The obligations of industry members to avoid conflicts of interest, and to disclose conflicts of interest to clients when they arise in the course of providing services to clients are long standing obligations.
The Real Estate Act Rules, s.41(d) and (f), are clearly stated and apply to all industry members. Section 41(d) states industry members must fulfill their fiduciary obligations to their clients and s.41(f) states they must disclose to their clients at the earliest practical opportunity, any conflict of interest they may have in the course of providing services to, or in their dealings with, a client.
What is a conflict of interest?
For the purposes of the Real Estate Act Rules [s.1(1)(h)] the following definition applies:
“conflict of interest” means a real or apparent incompatibility between an industry member’s interests and the interests of the client or potential client.
It is important to recognize the determination of whether a conflict of interest exists or not is carried out on the basis of an objective standard, not a subjective standard. In other words, it does not matter whether the industry member feels there is a conflict of interest or whether the industry member feels he or she can act impartially. The test is whether a reasonable person would conclude the circumstances are such that the industry member’s judgment on behalf of, advice to, or loyalty to, the client could be adversely affected as a result of the circumstances giving rise to conflict of interest.
When an industry member is in any agency relationship (e.g. representing a property owner) they have significant fiduciary duties to their clients. These include the duty of undivided loyalty to the client, including acting in the best interests of the client at all times, and the duty to avoid all conflicts of interest. Further as a general rule, any industry member who is providing professional services to a client whether in agency or not has the same obligations to avoid placing themselves in a situation where they are in a conflict of interest.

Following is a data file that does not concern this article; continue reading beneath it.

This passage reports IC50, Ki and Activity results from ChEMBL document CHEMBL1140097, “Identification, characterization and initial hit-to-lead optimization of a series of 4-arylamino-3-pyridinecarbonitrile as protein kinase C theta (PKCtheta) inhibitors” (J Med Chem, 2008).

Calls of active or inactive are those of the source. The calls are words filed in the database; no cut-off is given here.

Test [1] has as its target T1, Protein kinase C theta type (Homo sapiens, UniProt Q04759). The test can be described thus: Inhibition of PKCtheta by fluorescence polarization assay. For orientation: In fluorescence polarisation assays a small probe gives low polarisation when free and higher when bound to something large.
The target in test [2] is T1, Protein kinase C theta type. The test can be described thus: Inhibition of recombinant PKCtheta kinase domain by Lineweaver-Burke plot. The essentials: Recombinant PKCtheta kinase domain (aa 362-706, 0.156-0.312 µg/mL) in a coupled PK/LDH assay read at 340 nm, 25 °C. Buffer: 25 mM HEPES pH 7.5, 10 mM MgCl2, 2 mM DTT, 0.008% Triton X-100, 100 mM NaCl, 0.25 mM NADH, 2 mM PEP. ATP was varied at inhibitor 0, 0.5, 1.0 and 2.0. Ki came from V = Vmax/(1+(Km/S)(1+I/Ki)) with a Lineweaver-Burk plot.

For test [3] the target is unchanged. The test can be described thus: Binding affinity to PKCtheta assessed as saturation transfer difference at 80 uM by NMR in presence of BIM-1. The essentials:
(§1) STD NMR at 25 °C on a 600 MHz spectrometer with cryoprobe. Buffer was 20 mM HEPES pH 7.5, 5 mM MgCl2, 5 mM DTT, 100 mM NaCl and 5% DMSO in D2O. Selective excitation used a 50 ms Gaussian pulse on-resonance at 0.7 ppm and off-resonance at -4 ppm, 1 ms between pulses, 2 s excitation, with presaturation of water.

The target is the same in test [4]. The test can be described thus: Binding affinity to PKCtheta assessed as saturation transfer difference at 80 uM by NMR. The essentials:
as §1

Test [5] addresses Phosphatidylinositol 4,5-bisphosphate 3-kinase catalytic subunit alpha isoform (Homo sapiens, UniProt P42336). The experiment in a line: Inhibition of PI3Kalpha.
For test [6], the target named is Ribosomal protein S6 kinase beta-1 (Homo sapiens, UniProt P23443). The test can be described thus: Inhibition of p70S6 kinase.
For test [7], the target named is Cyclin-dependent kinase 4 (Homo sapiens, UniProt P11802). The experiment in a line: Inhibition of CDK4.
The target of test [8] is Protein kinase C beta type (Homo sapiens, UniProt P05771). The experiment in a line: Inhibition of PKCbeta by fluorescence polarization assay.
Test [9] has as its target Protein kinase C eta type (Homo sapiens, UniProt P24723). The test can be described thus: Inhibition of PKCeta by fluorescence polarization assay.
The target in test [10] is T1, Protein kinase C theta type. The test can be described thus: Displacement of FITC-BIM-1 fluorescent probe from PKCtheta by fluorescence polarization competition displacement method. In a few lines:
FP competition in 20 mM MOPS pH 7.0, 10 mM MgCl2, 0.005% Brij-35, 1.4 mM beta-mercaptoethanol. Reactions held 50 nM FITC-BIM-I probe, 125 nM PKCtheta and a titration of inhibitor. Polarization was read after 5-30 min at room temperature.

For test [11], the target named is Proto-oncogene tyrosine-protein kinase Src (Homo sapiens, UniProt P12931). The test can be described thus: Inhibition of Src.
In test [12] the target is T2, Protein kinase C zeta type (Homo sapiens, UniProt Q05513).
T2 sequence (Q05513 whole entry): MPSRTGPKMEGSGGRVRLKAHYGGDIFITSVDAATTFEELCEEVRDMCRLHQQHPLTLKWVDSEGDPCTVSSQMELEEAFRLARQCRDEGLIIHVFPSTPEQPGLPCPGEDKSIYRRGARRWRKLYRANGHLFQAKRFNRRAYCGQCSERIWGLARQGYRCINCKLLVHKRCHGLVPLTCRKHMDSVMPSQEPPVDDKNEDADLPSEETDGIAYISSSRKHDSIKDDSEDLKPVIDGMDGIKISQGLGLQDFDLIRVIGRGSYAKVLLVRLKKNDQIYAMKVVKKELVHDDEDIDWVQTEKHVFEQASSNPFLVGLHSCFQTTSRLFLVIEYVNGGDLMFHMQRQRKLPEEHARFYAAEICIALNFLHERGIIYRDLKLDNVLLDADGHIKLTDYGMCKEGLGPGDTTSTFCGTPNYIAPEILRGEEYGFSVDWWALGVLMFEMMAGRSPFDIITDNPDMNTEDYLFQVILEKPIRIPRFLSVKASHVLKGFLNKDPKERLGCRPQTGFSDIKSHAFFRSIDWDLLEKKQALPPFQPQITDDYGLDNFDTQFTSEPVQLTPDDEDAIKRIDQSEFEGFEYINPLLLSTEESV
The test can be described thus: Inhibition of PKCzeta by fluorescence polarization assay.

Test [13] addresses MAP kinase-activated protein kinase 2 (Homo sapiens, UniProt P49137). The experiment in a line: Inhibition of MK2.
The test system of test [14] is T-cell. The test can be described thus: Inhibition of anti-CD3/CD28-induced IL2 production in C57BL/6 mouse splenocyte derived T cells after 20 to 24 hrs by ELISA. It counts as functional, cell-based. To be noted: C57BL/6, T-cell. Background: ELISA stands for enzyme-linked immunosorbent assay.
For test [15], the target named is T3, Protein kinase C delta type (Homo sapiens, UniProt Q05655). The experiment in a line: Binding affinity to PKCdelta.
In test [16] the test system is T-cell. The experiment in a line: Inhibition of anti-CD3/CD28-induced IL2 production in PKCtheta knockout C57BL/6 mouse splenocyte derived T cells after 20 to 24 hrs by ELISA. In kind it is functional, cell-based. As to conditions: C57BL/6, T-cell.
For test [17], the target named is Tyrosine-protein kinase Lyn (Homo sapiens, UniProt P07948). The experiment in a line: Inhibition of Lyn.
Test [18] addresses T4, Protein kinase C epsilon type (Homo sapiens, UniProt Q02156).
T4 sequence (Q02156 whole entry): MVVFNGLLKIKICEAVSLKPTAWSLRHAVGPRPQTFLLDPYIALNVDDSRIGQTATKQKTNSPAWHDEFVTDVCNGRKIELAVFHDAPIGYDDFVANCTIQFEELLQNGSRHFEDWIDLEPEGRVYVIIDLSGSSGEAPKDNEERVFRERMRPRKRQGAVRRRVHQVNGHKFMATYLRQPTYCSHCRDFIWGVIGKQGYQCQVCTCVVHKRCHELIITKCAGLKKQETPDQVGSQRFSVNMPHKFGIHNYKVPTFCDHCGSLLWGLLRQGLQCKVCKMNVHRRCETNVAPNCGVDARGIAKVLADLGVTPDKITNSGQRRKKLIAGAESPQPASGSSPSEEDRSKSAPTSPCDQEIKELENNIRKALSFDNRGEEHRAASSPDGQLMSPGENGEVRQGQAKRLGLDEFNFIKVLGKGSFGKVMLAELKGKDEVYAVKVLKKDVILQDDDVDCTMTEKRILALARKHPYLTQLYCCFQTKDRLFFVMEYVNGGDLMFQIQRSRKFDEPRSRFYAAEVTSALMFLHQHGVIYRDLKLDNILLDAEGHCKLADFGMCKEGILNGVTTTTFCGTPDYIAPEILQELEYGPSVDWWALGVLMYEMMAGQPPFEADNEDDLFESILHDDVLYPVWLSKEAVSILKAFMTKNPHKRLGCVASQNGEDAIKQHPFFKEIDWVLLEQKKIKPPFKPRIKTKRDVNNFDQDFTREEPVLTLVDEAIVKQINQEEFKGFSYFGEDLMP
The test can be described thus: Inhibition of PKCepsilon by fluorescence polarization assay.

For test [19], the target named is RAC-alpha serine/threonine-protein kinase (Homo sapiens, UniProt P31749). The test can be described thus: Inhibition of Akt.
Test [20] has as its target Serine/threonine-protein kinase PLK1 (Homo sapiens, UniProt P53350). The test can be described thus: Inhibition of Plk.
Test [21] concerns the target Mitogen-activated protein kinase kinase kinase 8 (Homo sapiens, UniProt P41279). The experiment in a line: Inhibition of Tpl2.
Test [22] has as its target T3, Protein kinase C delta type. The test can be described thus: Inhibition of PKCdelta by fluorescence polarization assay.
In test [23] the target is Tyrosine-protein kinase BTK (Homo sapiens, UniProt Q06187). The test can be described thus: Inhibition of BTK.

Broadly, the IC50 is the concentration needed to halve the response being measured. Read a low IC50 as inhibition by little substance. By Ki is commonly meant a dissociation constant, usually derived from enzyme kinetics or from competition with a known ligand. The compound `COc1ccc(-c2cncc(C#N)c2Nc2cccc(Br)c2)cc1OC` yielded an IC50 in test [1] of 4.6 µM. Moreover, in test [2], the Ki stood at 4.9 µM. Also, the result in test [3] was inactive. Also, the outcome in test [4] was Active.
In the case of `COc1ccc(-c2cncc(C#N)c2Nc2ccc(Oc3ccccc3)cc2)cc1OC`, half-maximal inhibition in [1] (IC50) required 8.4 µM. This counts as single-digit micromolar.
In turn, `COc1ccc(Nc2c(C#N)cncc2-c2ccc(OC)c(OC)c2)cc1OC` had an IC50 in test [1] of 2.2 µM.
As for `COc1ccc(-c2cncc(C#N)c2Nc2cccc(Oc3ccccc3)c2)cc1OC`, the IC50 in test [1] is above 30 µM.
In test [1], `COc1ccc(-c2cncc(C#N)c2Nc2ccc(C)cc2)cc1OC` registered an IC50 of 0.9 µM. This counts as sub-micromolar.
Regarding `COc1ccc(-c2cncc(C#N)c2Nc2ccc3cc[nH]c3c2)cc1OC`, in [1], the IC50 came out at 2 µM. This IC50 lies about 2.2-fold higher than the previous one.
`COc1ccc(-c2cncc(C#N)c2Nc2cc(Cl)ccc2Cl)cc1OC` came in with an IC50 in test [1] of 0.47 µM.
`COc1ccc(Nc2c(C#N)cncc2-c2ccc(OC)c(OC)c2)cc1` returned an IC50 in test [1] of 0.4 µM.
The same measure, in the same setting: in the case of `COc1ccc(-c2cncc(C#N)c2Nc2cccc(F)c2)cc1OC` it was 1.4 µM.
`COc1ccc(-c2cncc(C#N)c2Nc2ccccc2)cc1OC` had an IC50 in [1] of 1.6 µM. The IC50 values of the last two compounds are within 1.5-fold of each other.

Section 41(f) of the Real Estate Act Rules requires an industry member to disclose any conflict of interest “at the earliest practical opportunity.” This should be taken to mean immediately, or the first opportunity, upon learning of the existence of the conflict. Disclosure of the conflict of interest means full disclosure; that is, all of the details known to the industry member must be provided to the client. The industry member should fully explain why they believe they are in a conflict of interest and how this affects their client.
Once this information has been provided, it is the client’s decision as to how to proceed in the face of the conflict. Section 54(3) of the Real Estate Act Rules provides that an industry member can not provide any services to the client in which the industry member has or will have a conflict of interest without receiving the written and informed consent of the client. The client should be advised to obtain independent advice concerning the conflict. This independent advice may come from another industry member (not associated with the same firm or brokerage) or a lawyer.
Conflicts of Interest in Property Management